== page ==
Lubetkin Prize 2013: Cooled Conservatories, Gardens by the Bay
Text: Florian Maier
One more award for Wilkinson Eyre’s famous project in Singapore: the RIBA’s prize for the best new international building. Zaha Hadid and Grimshaw on the shortlist.
Winner: Cooled Conservatories, Gardens by the Bay, Singapore
Architect: Wilkinson Eyre
Landscape Architect: Grant Associates
Client: National Parks Board
The Gardens by the Bay are an outstanding example of sustainability in action, not only representing best practice but also communicating important messages about these issues to a wide public. Two contrasting glasshouses covering more than two hectares (making them the biggest climate-controlled greenhouses in the world) feature a dry Mediterranean climate in the shallow inverted bowl, and a cooler, moist environment in the conical structure complete with a ‘mountain’ down which a waterfall descends, raising humidity levels and supporting the lush vertical planting – and a helical walk that winds in and out of a series of exhibitions about climate change. Both biomes comprise a superstructure of radial steel ribs paired with a steel gridshell forming the substructure. Low-energy glass lets in 64% of the light but admits only 38% of the corresponding solar gain.
DETAIL report: Cooled Conservatories at Gardens by the Bay in Singapore is the World Building of the Year 2012
RIBA Lubetkin Prize 2013 Shortlist
Galaxy Soho, China
Architect: Zaha Hadid Architects
Client: Soho China
Zaha Hadid Architects has not worked on a shopping centre before, but Galaxy Soho represents a welcome democratisation of her work. Situated on the second of ten ring-roads that girdle and define the sprawling capital city and with an in-built link to the Metro system, this development is distinctly urban rather suburban, civic as much as it is commercial. Its creation of public space at lower ground level with well-detailed seating and fountains demonstrates a rare generosity in a country determined to out-do the west in terms of commercialisation.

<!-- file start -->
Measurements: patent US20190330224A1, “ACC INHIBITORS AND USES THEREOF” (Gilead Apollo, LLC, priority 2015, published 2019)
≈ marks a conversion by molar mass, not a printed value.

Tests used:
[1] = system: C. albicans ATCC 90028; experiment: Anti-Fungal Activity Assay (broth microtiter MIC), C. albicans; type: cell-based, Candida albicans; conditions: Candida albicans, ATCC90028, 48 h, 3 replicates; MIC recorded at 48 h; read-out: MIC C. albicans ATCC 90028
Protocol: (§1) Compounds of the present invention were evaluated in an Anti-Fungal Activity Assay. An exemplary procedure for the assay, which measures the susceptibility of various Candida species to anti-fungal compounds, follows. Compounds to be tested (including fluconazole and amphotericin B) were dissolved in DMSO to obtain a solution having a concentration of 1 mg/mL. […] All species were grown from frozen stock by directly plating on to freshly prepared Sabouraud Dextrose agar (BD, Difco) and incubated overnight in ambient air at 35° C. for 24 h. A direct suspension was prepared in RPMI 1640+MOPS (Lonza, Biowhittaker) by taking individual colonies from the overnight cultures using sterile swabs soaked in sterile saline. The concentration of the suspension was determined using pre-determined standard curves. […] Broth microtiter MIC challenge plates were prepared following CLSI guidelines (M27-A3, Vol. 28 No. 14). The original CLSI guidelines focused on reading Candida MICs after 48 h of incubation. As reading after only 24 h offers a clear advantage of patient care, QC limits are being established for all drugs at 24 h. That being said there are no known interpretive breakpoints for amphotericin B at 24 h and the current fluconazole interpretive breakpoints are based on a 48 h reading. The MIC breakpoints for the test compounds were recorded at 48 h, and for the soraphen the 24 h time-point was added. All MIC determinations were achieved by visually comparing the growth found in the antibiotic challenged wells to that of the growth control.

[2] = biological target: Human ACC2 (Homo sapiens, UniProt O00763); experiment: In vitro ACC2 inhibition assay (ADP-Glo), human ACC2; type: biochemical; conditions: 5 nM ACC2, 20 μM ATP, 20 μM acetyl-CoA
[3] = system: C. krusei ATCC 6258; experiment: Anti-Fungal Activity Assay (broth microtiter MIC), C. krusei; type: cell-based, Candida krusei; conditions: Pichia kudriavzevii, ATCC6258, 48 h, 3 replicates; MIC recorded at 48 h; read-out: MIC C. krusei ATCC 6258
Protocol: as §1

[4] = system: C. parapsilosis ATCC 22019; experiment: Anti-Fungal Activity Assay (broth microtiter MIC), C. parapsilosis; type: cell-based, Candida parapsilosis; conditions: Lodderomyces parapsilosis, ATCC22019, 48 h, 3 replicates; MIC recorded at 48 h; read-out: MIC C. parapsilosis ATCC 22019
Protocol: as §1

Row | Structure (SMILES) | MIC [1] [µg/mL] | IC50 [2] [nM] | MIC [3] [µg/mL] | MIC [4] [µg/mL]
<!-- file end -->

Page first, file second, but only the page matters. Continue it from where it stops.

By breaking the building’s mass into four flowing asymmetric domes of varying height the design gets light into the deep-plan floor-plates. Each structure encloses a glazed atrium around which the internal circulation is arranged. Flowing bands of white aluminium and glass give the development an almost geological solidity and presence.
Via Verde - The Green Way, New York City, USA
Architects of Record: Dattner Architects
Landscape Architect: Lee Weintraub Landscape Architects
Client: Jonathan Rose Companies & The Phipps Houses Group
Via Verde is a pathfinder project in so many ways: the first ever architectural design competition for social housing in New York City, with a brief that called for a highly sustainable building that would support and encourage healthy living, from the use of stairs to the growing of vegetables on its green roofs; a successful pattern of mixed tenure unique in New York; and finally a design concept that could be rolled out in further housing projects across the Five Boroughs.
Grimshaw’s hi-tech heritage serves the project well – the solar arrays look perfectly at home with the aesthetic of prefabricated panels, metal window frames and balconies and wood panel accents used in the tower, the apartment block and the townhouses. This is an imaginative and highly popular scheme.
The RIBA Lubetkin Prize is named in honour of the Georgia-born architect, who worked in Paris before coming to London in the 1930s to establish the influential Tecton Group. It was announced on 26 September 2013 in London, togehter with the RIBA Stirling Prize.